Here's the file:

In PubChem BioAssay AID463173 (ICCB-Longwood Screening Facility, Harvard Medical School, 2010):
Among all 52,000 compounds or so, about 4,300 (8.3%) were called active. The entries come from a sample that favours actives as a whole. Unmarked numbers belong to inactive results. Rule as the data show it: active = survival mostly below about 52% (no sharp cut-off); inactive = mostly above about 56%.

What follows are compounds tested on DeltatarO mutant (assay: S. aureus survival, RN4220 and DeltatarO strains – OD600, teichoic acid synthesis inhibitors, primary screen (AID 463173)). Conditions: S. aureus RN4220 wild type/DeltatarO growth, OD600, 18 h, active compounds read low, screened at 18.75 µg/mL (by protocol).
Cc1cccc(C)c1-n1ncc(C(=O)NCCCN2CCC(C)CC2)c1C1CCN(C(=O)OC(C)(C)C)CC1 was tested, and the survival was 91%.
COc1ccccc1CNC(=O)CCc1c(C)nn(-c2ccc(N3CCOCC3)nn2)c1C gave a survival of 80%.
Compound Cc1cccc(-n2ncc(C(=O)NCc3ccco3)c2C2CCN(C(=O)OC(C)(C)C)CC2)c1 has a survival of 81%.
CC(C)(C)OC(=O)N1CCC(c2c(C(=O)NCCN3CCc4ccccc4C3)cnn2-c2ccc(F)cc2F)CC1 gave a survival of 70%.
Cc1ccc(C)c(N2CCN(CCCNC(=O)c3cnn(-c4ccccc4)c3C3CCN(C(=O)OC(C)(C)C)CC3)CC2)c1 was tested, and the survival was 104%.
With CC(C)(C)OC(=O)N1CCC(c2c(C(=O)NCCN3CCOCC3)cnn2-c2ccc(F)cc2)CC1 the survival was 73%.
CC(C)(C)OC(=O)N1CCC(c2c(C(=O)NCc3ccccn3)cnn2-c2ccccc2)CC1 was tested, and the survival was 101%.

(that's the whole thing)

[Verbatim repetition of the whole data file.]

In PubChem BioAssay AID463173 (ICCB-Longwood Screening Facility, Harvard Medical School, 2010):
Among all 52,000 compounds or so, about 4,300 (8.3%) were called active. The entries come from a sample that favours actives as a whole. Unmarked numbers belong to inactive results. Rule as the data show it: active = survival mostly below about 52% (no sharp cut-off); inactive = mostly above about 56%.

What follows are compounds tested on DeltatarO mutant (assay: S. aureus survival, RN4220 and DeltatarO strains – OD600, teichoic acid synthesis inhibitors, primary screen (AID 463173)). Conditions: S. aureus RN4220 wild type/DeltatarO growth, OD600, 18 h, active compounds read low, screened at 18.75 µg/mL (by protocol).
Cc1cccc(C)c1-n1ncc(C(=O)NCCCN2CCC(C)CC2)c1C1CCN(C(=O)OC(C)(C)C)CC1 was tested, and the survival was 91%.
COc1ccccc1CNC(=O)CCc1c(C)nn(-c2ccc(N3CCOCC3)nn2)c1C gave a survival of 80%.
Compound Cc1cccc(-n2ncc(C(=O)NCc3ccco3)c2C2CCN(C(=O)OC(C)(C)C)CC2)c1 has a survival of 81%.
CC(C)(C)OC(=O)N1CCC(c2c(C(=O)NCCN3CCc4ccccc4C3)cnn2-c2ccc(F)cc2F)CC1 gave a survival of 70%.
Cc1ccc(C)c(N2CCN(CCCNC(=O)c3cnn(-c4ccccc4)c3C3CCN(C(=O)OC(C)(C)C)CC3)CC2)c1 was tested, and the survival was 104%.
With CC(C)(C)OC(=O)N1CCC(c2c(C(=O)NCCN3CCOCC3)cnn2-c2ccc(F)cc2)CC1 the survival was 73%.
CC(C)(C)OC(=O)N1CCC(c2c(C(=O)NCc3ccccn3)cnn2-c2ccccc2)CC1 was tested, and the survival was 101%.